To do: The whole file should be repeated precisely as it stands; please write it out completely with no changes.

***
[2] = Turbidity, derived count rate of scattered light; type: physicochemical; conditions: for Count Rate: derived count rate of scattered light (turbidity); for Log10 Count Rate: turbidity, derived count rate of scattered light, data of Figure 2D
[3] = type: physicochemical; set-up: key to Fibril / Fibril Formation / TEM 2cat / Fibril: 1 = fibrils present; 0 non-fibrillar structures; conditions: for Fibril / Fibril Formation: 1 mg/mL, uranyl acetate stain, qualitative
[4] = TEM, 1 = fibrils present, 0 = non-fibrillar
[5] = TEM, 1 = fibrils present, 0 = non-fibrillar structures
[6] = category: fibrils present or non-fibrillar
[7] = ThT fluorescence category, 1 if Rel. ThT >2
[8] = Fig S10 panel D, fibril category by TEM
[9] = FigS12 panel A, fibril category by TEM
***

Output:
[2] = Turbidity, derived count rate of scattered light; type: physicochemical; conditions: for Count Rate: derived count rate of scattered light (turbidity); for Log10 Count Rate: turbidity, derived count rate of scattered light, data of Figure 2D
[3] = type: physicochemical; set-up: key to Fibril / Fibril Formation / TEM 2cat / Fibril: 1 = fibrils present; 0 non-fibrillar structures; conditions: for Fibril / Fibril Formation: 1 mg/mL, uranyl acetate stain, qualitative
[4] = TEM, 1 = fibrils present, 0 = non-fibrillar
[5] = TEM, 1 = fibrils present, 0 = non-fibrillar structures
[6] = category: fibrils present or non-fibrillar
[7] = ThT fluorescence category, 1 if Rel. ThT >2
[8] = Fig S10 panel D, fibril category by TEM
[9] = FigS12 panel A, fibril category by TEM